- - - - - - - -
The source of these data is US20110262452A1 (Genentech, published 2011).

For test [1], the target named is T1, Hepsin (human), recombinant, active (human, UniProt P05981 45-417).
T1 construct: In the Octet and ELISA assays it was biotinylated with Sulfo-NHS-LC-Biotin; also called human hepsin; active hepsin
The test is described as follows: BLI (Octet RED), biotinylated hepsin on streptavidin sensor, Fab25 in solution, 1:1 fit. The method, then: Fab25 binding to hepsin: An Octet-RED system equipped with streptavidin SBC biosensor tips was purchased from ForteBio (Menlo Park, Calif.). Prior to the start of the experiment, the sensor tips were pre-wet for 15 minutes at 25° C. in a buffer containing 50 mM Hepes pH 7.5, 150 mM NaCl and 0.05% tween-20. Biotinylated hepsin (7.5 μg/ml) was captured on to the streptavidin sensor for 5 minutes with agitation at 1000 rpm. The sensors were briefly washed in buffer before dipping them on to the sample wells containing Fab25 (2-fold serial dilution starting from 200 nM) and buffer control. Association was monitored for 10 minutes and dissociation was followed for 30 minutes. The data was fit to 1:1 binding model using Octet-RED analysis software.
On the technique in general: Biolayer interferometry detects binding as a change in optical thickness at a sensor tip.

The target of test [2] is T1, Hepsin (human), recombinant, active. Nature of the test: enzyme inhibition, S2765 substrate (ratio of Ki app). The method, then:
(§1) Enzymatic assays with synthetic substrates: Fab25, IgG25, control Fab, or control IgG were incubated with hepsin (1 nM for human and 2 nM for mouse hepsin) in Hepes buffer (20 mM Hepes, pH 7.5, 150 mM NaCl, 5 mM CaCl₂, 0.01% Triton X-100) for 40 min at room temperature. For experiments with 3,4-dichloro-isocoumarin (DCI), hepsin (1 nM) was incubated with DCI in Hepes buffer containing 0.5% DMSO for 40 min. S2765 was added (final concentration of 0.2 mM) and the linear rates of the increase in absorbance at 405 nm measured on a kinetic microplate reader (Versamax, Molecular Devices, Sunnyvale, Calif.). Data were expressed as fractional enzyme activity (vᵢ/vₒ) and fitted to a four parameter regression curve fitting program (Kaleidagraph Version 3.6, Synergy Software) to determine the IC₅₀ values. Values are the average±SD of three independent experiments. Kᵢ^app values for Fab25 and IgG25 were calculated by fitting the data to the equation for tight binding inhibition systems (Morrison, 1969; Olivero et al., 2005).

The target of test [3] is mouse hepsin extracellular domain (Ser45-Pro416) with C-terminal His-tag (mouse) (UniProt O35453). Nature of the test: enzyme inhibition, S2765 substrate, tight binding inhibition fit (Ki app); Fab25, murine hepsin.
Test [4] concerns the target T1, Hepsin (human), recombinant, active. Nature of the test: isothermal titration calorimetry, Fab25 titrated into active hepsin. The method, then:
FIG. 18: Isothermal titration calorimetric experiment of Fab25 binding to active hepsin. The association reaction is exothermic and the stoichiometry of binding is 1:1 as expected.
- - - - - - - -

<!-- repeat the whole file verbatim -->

The source of these data is US20110262452A1 (Genentech, published 2011).

For test [1], the target named is T1, Hepsin (human), recombinant, active (human, UniProt P05981 45-417).
T1 construct: In the Octet and ELISA assays it was biotinylated with Sulfo-NHS-LC-Biotin; also called human hepsin; active hepsin
The test is described as follows: BLI (Octet RED), biotinylated hepsin on streptavidin sensor, Fab25 in solution, 1:1 fit. The method, then: Fab25 binding to hepsin: An Octet-RED system equipped with streptavidin SBC biosensor tips was purchased from ForteBio (Menlo Park, Calif.). Prior to the start of the experiment, the sensor tips were pre-wet for 15 minutes at 25° C. in a buffer containing 50 mM Hepes pH 7.5, 150 mM NaCl and 0.05% tween-20. Biotinylated hepsin (7.5 μg/ml) was captured on to the streptavidin sensor for 5 minutes with agitation at 1000 rpm. The sensors were briefly washed in buffer before dipping them on to the sample wells containing Fab25 (2-fold serial dilution starting from 200 nM) and buffer control. Association was monitored for 10 minutes and dissociation was followed for 30 minutes. The data was fit to 1:1 binding model using Octet-RED analysis software.
On the technique in general: Biolayer interferometry detects binding as a change in optical thickness at a sensor tip.

The target of test [2] is T1, Hepsin (human), recombinant, active. Nature of the test: enzyme inhibition, S2765 substrate (ratio of Ki app). The method, then:
(§1) Enzymatic assays with synthetic substrates: Fab25, IgG25, control Fab, or control IgG were incubated with hepsin (1 nM for human and 2 nM for mouse hepsin) in Hepes buffer (20 mM Hepes, pH 7.5, 150 mM NaCl, 5 mM CaCl₂, 0.01% Triton X-100) for 40 min at room temperature. For experiments with 3,4-dichloro-isocoumarin (DCI), hepsin (1 nM) was incubated with DCI in Hepes buffer containing 0.5% DMSO for 40 min. S2765 was added (final concentration of 0.2 mM) and the linear rates of the increase in absorbance at 405 nm measured on a kinetic microplate reader (Versamax, Molecular Devices, Sunnyvale, Calif.). Data were expressed as fractional enzyme activity (vᵢ/vₒ) and fitted to a four parameter regression curve fitting program (Kaleidagraph Version 3.6, Synergy Software) to determine the IC₅₀ values. Values are the average±SD of three independent experiments. Kᵢ^app values for Fab25 and IgG25 were calculated by fitting the data to the equation for tight binding inhibition systems (Morrison, 1969; Olivero et al., 2005).

The target of test [3] is mouse hepsin extracellular domain (Ser45-Pro416) with C-terminal His-tag (mouse) (UniProt O35453). Nature of the test: enzyme inhibition, S2765 substrate, tight binding inhibition fit (Ki app); Fab25, murine hepsin.
Test [4] concerns the target T1, Hepsin (human), recombinant, active. Nature of the test: isothermal titration calorimetry, Fab25 titrated into active hepsin. The method, then:
FIG. 18: Isothermal titration calorimetric experiment of Fab25 binding to active hepsin. The association reaction is exothermic and the stoichiometry of binding is 1:1 as expected.